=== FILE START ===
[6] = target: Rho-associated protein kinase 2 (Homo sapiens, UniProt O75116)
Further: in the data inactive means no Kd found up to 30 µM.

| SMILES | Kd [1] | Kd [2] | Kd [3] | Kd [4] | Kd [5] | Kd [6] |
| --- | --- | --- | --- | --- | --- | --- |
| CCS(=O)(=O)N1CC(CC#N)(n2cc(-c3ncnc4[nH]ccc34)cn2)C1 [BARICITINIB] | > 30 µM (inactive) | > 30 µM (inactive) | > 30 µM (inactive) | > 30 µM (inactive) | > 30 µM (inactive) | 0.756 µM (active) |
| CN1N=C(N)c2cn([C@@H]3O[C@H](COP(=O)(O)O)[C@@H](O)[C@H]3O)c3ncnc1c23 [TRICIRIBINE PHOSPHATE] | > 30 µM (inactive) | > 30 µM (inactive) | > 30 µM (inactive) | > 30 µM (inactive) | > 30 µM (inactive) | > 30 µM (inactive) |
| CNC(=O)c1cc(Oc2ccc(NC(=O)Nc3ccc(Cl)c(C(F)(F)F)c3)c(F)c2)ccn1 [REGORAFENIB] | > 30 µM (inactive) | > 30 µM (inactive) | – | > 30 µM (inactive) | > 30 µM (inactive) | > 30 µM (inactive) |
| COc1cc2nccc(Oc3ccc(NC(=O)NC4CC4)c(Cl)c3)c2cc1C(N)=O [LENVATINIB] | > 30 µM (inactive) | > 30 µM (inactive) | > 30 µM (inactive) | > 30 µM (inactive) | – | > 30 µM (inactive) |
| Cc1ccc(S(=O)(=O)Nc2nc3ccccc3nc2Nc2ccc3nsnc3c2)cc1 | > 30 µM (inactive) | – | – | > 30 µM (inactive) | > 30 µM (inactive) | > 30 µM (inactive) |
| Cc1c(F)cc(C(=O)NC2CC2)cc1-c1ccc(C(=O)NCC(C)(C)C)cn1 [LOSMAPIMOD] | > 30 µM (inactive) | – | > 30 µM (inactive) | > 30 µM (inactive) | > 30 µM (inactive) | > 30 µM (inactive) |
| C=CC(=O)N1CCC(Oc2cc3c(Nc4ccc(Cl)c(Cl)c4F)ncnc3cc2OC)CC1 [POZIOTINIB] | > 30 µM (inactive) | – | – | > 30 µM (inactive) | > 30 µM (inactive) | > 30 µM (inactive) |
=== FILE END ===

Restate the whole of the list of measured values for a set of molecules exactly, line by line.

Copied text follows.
[6] = target: Rho-associated protein kinase 2 (Homo sapiens, UniProt O75116)
Further: in the data inactive means no Kd found up to 30 µM.

| SMILES | Kd [1] | Kd [2] | Kd [3] | Kd [4] | Kd [5] | Kd [6] |
| --- | --- | --- | --- | --- | --- | --- |
| CCS(=O)(=O)N1CC(CC#N)(n2cc(-c3ncnc4[nH]ccc34)cn2)C1 [BARICITINIB] | > 30 µM (inactive) | > 30 µM (inactive) | > 30 µM (inactive) | > 30 µM (inactive) | > 30 µM (inactive) | 0.756 µM (active) |
| CN1N=C(N)c2cn([C@@H]3O[C@H](COP(=O)(O)O)[C@@H](O)[C@H]3O)c3ncnc1c23 [TRICIRIBINE PHOSPHATE] | > 30 µM (inactive) | > 30 µM (inactive) | > 30 µM (inactive) | > 30 µM (inactive) | > 30 µM (inactive) | > 30 µM (inactive) |
| CNC(=O)c1cc(Oc2ccc(NC(=O)Nc3ccc(Cl)c(C(F)(F)F)c3)c(F)c2)ccn1 [REGORAFENIB] | > 30 µM (inactive) | > 30 µM (inactive) | – | > 30 µM (inactive) | > 30 µM (inactive) | > 30 µM (inactive) |
| COc1cc2nccc(Oc3ccc(NC(=O)NC4CC4)c(Cl)c3)c2cc1C(N)=O [LENVATINIB] | > 30 µM (inactive) | > 30 µM (inactive) | > 30 µM (inactive) | > 30 µM (inactive) | – | > 30 µM (inactive) |
| Cc1ccc(S(=O)(=O)Nc2nc3ccccc3nc2Nc2ccc3nsnc3c2)cc1 | > 30 µM (inactive) | – | – | > 30 µM (inactive) | > 30 µM (inactive) | > 30 µM (inactive) |
| Cc1c(F)cc(C(=O)NC2CC2)cc1-c1ccc(C(=O)NCC(C)(C)C)cn1 [LOSMAPIMOD] | > 30 µM (inactive) | – | > 30 µM (inactive) | > 30 µM (inactive) | > 30 µM (inactive) | > 30 µM (inactive) |
| C=CC(=O)N1CCC(Oc2cc3c(Nc4ccc(Cl)c(Cl)c4F)ncnc3cc2OC)CC1 [POZIOTINIB] | > 30 µM (inactive) | – | – | > 30 µM (inactive) | > 30 µM (inactive) | > 30 µM (inactive) |